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The Transformation of ScotlandThe Economy since 1700$
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Tom M. Devine and Tom M. Devine

Print publication date: 2005

Print ISBN-13: 9780748614325

Published to Edinburgh Scholarship Online: March 2012

DOI: 10.3366/edinburgh/9780748614325.001.0001

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The Legacy of the Past and Future Prospects

The Legacy of the Past and Future Prospects

Chapter:
Conclusion The Legacy of the Past and Future Prospects
Source:
The Transformation of Scotland
Author(s):

G. C. Peden

Publisher:
Edinburgh University Press
DOI:10.3366/edinburgh/9780748614325.003.0011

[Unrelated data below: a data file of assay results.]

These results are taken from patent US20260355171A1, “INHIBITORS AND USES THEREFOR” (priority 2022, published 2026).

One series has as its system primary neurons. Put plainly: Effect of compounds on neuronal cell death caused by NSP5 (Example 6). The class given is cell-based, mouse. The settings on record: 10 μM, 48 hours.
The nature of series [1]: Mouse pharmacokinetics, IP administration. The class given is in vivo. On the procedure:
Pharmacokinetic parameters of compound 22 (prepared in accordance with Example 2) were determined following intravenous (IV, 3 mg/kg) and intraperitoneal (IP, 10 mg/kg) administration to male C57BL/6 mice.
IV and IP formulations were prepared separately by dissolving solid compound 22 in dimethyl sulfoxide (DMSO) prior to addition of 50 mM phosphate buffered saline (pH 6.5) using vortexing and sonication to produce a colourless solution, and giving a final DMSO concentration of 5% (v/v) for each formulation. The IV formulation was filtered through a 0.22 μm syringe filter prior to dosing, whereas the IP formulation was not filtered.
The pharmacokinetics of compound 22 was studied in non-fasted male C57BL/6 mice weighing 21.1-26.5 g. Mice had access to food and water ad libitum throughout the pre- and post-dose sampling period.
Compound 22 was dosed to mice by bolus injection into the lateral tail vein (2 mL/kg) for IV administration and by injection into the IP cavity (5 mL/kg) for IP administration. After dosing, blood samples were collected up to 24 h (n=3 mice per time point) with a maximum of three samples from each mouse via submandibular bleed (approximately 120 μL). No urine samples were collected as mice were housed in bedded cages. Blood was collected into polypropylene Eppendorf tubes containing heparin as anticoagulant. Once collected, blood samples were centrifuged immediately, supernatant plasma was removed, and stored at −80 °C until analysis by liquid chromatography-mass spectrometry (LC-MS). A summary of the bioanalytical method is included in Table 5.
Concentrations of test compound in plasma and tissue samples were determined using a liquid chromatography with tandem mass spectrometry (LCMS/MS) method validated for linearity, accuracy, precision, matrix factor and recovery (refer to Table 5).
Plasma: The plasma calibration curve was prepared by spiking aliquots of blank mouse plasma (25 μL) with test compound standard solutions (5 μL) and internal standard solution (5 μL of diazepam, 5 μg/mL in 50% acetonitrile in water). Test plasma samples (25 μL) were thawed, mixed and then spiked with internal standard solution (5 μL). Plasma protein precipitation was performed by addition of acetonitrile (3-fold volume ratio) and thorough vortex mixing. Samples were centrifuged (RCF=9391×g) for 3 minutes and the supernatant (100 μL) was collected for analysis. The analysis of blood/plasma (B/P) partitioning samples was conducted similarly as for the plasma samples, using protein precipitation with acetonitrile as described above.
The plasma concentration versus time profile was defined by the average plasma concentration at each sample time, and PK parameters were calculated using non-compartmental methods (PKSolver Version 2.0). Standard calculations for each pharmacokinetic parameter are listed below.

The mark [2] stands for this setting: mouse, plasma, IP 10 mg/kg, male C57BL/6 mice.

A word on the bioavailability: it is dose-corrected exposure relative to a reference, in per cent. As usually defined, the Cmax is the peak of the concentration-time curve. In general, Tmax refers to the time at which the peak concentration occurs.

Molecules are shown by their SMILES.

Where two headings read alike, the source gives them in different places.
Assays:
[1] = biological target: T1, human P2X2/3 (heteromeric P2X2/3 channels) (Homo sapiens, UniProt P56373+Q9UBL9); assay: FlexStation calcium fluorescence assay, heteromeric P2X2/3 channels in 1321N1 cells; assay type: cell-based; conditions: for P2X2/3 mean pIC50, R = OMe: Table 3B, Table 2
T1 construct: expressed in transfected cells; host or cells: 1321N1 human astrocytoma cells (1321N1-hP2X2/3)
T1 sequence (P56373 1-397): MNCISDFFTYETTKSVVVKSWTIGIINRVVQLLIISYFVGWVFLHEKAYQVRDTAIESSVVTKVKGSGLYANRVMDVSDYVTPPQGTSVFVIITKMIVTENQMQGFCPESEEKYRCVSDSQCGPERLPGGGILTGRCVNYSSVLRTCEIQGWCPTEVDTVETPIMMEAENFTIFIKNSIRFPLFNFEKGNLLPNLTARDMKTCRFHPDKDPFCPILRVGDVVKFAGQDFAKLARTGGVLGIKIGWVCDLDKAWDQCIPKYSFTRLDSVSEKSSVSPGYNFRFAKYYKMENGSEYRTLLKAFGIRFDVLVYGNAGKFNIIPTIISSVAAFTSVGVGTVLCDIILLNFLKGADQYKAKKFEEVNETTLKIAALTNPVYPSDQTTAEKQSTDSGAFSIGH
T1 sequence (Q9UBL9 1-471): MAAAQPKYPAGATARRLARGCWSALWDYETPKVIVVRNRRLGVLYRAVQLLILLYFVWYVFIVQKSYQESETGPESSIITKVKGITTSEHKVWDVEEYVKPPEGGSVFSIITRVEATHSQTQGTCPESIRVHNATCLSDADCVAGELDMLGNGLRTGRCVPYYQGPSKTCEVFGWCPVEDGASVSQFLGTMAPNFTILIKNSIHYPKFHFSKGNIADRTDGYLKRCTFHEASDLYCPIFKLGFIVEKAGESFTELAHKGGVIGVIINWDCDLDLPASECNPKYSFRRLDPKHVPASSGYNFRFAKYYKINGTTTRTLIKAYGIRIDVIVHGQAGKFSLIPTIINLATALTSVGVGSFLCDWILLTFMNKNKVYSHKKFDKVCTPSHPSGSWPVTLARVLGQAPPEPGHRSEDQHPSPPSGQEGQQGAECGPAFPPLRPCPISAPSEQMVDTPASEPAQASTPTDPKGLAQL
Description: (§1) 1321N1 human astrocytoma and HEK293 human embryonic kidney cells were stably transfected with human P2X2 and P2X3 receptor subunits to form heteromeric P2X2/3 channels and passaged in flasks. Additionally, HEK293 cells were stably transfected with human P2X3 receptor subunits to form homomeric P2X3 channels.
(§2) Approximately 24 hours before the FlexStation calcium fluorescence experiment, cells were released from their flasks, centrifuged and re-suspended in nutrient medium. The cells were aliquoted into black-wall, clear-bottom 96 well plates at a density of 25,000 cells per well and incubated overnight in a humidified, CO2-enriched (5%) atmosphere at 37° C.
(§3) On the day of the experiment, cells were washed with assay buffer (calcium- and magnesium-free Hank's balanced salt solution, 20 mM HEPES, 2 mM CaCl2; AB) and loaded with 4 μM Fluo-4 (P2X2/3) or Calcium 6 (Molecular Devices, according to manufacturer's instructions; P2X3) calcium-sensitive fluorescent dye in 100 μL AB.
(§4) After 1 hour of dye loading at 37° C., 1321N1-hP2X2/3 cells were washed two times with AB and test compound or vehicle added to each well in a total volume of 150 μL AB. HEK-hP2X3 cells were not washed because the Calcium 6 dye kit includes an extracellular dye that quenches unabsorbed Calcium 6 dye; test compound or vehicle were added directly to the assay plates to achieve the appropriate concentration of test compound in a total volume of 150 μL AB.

This chapter summarizes the preceding discussions and presents some concluding thoughts. By the late twentieth century Scottish GDP per capita was approximately the same as the UK average. Given Scotland's relative backwardness compared with England in 1700, the evolution of the Scottish economy since then may be regarded as a success story, although there have been periods of crisis and decline, especially in the 1920s and 1930s. It is tempting to ascribe that success to the Union of 1707, and certainly the Union has served Scotland well in terms of wider markets from the eighteenth century and in terms of regional policy and net public-sector transfer payments for much of the twentieth century. However, the Scottish response to the opportunities offered by wider markets was vital, and in the nineteenth century the impact of the Union was relatively neutral as Scottish exports achieved market penetration on a world scale.

Keywords:   Scottish economy, economic growth, Union of 1707, economic history

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